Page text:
Christopher Lyle McIlwain, Sr.
Savas Beatie, 2018, 265 pgs., $32.95
Image courtesy of amazon.com
The assassination of Abraham Lincoln has been studied for years, producing some fine content in the way of scholarship. The story of the conspirators who plotted to not only kill Lincoln, but Johnson and Seward as well, hoping to topple the government has been well documented, and often reads like a spy thriller. But what about the man named George Washington Gayle and his involvement? The Million-Dollar Man Who Helped Kill a President brings a name to the study of the assassination that hasn’t quite been covered in the past. Christopher Lyle McIlwain Sr.’s addition to the study of Lincoln’s assassination helps us understand more of what this man had to do with this.
Christopher Lyle McIlwain, Sr. is the winner of the McMillan Prize for his book Civil War Alabama and has also authored 1865 Alabama: From Civil War to Uncivil Peace. He’s been practicing law for more than thirty years in Tuscaloosa, Alabama. His passion outside of that is nineteenth century history. Outside of his books, he has also written a number of articles in history journals.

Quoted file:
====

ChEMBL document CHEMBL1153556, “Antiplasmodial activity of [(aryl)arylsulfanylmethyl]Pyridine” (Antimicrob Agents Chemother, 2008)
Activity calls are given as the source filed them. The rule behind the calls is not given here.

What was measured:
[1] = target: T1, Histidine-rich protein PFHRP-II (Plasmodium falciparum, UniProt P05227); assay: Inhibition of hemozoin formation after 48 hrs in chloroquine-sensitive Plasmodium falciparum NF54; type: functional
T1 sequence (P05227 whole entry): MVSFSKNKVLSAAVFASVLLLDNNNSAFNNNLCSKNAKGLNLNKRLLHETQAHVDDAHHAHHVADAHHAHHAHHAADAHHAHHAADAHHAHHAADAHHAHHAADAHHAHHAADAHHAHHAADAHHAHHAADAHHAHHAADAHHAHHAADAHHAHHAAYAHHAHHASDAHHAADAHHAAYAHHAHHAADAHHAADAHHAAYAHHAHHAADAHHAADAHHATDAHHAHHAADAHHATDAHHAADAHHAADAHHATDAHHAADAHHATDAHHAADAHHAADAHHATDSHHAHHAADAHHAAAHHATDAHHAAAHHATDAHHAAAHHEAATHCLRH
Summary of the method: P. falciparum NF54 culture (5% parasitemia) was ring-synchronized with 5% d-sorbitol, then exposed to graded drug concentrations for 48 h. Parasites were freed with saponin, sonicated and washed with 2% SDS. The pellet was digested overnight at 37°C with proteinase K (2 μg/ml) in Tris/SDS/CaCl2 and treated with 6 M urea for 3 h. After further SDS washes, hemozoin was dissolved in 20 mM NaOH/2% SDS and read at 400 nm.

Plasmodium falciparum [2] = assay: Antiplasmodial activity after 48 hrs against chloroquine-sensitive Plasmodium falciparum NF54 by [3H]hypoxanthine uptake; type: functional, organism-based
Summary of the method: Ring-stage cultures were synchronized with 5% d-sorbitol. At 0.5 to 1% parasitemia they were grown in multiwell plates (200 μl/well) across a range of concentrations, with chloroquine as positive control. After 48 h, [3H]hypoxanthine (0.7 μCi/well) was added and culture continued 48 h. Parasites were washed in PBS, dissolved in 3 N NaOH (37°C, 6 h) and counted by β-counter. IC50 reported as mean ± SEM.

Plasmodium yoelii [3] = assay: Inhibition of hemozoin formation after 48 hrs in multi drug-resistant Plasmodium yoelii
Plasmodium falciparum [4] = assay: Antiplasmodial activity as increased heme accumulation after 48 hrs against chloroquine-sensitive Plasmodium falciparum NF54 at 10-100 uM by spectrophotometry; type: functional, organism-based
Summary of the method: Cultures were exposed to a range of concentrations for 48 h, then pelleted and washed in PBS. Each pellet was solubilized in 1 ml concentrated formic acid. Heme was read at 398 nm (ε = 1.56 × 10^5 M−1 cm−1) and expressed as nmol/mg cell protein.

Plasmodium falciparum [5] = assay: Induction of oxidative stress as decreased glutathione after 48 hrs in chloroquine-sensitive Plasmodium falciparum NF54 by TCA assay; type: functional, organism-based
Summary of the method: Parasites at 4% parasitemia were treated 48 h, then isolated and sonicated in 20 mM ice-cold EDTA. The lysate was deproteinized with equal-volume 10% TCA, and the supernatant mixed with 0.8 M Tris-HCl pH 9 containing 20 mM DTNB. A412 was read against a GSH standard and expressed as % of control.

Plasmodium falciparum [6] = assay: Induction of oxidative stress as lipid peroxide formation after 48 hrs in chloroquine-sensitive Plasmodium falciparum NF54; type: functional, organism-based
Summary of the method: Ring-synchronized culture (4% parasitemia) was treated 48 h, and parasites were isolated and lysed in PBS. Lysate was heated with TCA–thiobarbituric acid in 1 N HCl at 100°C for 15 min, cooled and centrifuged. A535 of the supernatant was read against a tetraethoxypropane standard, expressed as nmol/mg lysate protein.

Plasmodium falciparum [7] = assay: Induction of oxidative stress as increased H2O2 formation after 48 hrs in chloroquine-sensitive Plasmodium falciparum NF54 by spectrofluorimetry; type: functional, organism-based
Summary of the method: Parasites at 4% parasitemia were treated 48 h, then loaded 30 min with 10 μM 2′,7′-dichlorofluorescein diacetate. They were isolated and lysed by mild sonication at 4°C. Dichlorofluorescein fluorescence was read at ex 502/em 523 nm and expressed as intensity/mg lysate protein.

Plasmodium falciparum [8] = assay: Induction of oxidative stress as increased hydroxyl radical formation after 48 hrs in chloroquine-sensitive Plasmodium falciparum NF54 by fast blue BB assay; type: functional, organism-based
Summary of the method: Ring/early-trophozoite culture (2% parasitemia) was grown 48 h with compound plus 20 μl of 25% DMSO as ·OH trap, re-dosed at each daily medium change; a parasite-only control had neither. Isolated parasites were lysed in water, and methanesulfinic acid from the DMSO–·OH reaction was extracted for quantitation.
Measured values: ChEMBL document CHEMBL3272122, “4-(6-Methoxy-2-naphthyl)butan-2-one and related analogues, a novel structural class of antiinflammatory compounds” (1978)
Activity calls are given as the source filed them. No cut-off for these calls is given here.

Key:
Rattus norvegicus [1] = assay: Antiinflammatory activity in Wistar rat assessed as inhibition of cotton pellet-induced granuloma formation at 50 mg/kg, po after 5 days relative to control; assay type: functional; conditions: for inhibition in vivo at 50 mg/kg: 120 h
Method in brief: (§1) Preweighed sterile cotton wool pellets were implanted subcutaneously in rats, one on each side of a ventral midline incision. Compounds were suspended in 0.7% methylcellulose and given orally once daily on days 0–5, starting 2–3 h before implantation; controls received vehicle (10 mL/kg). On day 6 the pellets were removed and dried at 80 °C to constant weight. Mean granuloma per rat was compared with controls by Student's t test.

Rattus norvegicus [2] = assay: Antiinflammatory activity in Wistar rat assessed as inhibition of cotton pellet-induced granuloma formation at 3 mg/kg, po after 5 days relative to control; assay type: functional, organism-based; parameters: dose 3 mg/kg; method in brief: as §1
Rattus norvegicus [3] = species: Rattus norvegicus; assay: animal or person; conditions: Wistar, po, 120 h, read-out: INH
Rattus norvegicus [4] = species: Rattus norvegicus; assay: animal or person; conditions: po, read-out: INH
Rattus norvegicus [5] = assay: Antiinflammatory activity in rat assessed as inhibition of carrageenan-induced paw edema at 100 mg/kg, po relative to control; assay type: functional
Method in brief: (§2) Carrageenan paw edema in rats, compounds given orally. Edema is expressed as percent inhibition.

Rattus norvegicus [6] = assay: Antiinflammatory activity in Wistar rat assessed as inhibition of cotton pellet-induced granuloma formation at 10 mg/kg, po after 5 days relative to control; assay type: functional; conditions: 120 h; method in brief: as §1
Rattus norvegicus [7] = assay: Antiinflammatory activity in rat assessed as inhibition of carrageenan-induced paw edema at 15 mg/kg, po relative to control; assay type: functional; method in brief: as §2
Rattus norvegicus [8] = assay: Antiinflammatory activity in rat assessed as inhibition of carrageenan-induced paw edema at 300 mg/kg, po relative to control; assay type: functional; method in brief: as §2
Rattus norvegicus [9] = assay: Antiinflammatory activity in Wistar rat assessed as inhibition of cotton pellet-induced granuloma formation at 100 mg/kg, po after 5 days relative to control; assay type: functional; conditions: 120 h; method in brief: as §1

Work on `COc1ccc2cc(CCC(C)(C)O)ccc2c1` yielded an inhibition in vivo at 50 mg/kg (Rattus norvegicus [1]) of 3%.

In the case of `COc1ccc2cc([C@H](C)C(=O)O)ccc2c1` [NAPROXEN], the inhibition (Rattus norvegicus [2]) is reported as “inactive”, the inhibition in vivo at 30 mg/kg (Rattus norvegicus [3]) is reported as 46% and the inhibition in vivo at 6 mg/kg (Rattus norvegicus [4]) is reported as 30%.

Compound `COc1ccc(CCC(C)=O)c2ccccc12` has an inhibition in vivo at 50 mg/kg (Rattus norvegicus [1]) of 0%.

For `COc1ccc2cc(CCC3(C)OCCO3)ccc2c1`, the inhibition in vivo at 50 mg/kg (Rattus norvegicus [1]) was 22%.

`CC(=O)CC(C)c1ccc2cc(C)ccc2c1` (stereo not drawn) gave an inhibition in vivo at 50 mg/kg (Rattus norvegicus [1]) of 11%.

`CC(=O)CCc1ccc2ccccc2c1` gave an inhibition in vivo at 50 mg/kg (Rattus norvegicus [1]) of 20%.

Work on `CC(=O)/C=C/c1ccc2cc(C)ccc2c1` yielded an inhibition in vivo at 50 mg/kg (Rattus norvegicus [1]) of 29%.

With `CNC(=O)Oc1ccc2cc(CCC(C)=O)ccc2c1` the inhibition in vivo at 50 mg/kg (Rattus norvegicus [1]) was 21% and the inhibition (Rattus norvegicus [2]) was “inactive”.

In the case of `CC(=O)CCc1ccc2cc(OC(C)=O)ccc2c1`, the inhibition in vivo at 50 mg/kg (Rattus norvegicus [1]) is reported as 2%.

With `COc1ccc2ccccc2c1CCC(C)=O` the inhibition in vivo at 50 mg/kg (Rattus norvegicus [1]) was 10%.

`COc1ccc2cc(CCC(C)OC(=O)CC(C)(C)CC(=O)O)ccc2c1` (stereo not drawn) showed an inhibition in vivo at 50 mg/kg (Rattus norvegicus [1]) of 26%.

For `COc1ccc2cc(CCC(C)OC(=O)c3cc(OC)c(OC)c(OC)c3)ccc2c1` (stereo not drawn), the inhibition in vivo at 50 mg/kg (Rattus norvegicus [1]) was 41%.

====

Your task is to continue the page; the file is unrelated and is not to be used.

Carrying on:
As I stated in the introduction, most of the Lincoln Assassination plot, reads much like a spy thriller especially when you tie in the stories of the other conspirators. But who is George Washington Gayle, and why is he so important to the story? Gayle was one of the leading lawyers in Alabama, a connection our main character shares with the author, and was a Unionist for quite some time. But that all changed with California joining the Union as a free state. It was that moment when he changed his tune. When talking about the assassination here in this book, McIlwain goes in depth throughout Lincoln’s career, talking even about other plots throughout the Lincoln’s tenure. McIlwain mentions the Baltimore plot involving the Knights of the Golden Circle. If you don’t know who they are, they’re an interesting secret society during the Civil War, look them up. In 1864, Gayle created an ad stating that if he was given one million dollars, with fifty thousand in advance, he would set forth in motion the plan to eliminate Lincoln, Johnson, and Seward. This all spirals towards the time when Lincoln would be assassinated and the trials that ensued. Gayle would eventually be arrested and taken to Washington D.C. to be tried. Gayle’s story in this book takes us to a different level of the Lincoln assassination, one that brings sufficient research to the subject and presents new material.
I highly recomment this book to anyone interested in Abraham Lincoln, or the assassination plot. This book is presented quite well, with well researched efforts to bring a name to the scholarship that might not be readily known by the people. This is made me interested in reading other works by McIlwain and I do hope that he continues to present more information through the years. This book proves that there’s always more to learn when it comes to the American Civil War and Abraham Lincoln. Highly Recommend!